Saturday, December 11, 2010

Almond Paste Crescents

It's 2 weeks until Christmas and I need to get started with my Christmas baking. There was a time when I would emulate my mother's Christmas baking by starting to bake cookies the day after Thanksgiving and make 13 or 14 different kinds of cookies. INSANITY! This year we are keeping things simple and only making our tried and true Christmas favorites.

This recipe for almond crescents is probably one of my favorite cookies I learned from my mother. They are extremely delicate and flaky with a soft chewy almond paste filling and are kind of a hassle to make, but are oh so worth the effort.


The recipe comes from the December 1974 issue of Family Circle magazine, which apparently was doing a story on Christmas cookies of the world. The proper name for these cookies is Kab el Ghzal as they are (according to Family Circle magazine) Moroccan in origin. To me they taste very European and are infinitely superior to the tired old dry crumbly boring almond-flavored shortbread crescents.

Almond Paste Crescents
(Kab el Ghzal)
makes 4 dozen

Dough:
2 1/4 cups sifted all purpose flour (I use White Lilly)
1/2 tsp salt
1 cup unsalted butter, chilled and cut into small cubes
4 Tbsp. Ice water

Almond Paste Filling:
8 oz. almond paste (I use Odense)
2 Tbsp granulated sugar
2/3 cup powdered sugar
1 egg
1/3 cup finely ground almonds


2 cups additional powdered sugar for dusting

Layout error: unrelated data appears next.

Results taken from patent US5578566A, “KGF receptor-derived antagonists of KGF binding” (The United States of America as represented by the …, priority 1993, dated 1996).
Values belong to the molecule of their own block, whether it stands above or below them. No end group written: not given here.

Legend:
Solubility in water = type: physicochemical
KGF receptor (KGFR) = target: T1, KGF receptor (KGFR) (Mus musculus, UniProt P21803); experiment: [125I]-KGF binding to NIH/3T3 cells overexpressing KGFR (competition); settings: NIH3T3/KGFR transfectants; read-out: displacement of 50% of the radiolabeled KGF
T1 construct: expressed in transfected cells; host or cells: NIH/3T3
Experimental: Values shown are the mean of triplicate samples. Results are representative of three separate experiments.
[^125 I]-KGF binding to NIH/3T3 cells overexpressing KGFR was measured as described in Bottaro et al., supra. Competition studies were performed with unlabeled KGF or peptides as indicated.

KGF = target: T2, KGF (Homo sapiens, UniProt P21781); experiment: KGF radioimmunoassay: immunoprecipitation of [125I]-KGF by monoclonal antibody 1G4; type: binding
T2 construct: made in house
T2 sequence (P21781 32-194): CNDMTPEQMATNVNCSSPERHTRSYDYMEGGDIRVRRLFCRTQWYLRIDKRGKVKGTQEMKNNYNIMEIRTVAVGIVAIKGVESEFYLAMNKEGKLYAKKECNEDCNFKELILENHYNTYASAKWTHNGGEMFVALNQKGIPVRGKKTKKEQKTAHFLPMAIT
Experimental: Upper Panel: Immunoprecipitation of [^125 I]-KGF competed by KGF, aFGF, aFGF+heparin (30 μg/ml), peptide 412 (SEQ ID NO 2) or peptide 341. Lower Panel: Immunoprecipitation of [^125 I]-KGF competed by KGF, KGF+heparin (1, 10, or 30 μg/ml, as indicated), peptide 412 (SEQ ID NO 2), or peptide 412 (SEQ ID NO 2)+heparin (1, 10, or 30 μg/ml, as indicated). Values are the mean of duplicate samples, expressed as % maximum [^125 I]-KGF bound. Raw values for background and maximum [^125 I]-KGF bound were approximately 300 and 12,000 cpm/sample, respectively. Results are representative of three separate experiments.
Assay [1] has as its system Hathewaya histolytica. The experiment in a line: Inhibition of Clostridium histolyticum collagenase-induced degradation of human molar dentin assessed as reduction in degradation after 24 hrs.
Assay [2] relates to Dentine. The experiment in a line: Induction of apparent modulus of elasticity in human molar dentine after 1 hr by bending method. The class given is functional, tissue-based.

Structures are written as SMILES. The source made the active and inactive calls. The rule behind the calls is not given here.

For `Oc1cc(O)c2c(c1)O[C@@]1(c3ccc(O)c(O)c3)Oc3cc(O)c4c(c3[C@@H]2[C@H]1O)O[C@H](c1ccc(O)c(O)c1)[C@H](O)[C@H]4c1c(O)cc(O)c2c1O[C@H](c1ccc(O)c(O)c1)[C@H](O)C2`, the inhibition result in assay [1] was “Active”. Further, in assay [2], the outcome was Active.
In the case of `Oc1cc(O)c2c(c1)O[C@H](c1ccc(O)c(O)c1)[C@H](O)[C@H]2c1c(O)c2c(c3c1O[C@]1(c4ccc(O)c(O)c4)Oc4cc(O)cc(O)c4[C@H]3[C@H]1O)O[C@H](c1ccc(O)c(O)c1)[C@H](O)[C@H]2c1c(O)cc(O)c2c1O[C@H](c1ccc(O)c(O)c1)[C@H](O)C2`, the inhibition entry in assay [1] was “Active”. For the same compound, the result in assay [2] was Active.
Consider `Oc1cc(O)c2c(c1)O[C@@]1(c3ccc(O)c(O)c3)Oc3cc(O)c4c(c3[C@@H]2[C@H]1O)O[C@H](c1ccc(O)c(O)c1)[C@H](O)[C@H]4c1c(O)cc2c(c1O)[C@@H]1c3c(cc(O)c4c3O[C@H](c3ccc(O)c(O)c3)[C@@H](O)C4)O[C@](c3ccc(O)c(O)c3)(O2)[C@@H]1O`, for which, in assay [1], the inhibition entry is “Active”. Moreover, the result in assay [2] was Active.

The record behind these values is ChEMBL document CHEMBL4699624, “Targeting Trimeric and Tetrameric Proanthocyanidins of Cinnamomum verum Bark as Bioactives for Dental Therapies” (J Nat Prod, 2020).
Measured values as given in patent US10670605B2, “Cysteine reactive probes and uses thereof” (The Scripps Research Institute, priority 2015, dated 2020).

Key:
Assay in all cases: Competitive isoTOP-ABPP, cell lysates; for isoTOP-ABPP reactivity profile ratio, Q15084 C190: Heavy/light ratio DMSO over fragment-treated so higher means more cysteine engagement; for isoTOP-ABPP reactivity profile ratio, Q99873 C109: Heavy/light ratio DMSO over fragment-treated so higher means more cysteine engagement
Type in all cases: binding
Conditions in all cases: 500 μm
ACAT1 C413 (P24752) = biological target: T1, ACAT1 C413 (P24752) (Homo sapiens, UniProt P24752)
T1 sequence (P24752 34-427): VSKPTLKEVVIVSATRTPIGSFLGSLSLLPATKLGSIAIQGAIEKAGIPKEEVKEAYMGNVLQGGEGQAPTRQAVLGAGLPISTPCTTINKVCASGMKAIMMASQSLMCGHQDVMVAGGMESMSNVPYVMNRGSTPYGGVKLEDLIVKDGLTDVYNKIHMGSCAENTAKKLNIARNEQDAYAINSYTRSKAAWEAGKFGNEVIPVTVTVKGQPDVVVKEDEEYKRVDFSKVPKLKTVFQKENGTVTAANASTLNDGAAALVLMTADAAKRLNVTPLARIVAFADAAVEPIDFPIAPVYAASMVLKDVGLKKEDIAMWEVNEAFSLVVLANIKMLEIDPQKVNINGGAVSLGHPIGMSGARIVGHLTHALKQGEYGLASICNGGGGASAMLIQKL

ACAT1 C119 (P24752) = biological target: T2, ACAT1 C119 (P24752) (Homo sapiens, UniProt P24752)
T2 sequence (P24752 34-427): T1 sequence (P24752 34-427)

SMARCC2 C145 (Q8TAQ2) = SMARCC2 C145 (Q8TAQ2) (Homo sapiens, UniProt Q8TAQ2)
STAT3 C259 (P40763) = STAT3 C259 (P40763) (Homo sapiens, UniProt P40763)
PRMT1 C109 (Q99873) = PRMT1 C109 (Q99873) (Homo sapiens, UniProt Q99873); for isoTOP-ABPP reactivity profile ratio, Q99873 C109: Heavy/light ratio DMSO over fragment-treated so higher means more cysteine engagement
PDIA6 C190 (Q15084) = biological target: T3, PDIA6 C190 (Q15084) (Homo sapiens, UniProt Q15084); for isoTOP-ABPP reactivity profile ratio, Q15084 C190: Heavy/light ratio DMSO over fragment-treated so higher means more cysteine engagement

In a food processor combine sifted flour and salt and pulse briefly to combine. Add chilled butter and pulse until mixture resembles coarse meal. Add Ice water and pulse until just combined... DO NOT OVER PROCESS or cookies will be tough. Divide dough into three equal-sized pieces, wrap in plastic and refrigerate at least 30 minutes.

Crumble almond paste into clean food processor. Add sugars and process until combined. Add ground almonds and egg and process until combined. Turn almond paste mixture onto floured surface (filling will be sticky). Divide almond mixture into three equally sized pieces. Shape each piece into a rope, 1/2 inch in diameter and 16 inches long. Cut into 16 1-inch pieces and set aside on wax paper-lined pan. Repeat with remaining almond mixture for 48 1-inch pieces of almond filling.

Making the almond filling pieces.

On a clean floured work surface, roll out one piece of dough to a 12-inch square that is about 1/8 inch thick. Cut dough into 16 3-inch squares. Place 1 piece of almond filling diagonally across center of dough square, lift one corner over, then roll up. Pinch ends closed and curve into a crescent.

Filling the cookies.

Place crescents on an ungreased baking sheet, 1 inch apart. Bake 12 minutes at 400 F until edges just begin to brown. Roll hot cookies carefully in powdered sugar (they are extremely fragile) and place on a baking rack to cool. Once cooled, roll in powdered sugar once again. Store in airtight container for up to 3 weeks in a cool dry location.

4 comments:

  1. OK I'm totally trying these tomorrow.

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  2. These may be my favorite thing in your blog! On a serving tray, they remind me of Mexican Wedding Cookies, but when you bite into one, there's no comparison... these are ridiculously delicious!!

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  3. My mom & I made these before Christmas & they were super yummy! They definitely were a bit time consuming but the final product was well worth it. Is there a way to add almond extract into the dough to have a more intense almond flavor?

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  4. I am certain you could add almond extract to the dough, I would just add it (maybe a 1/4 tsp)to the ice water. Since the almond extract is alcohol based it will not make your dough soggy. Great idea! Glad you liked them! Mama Ozzy

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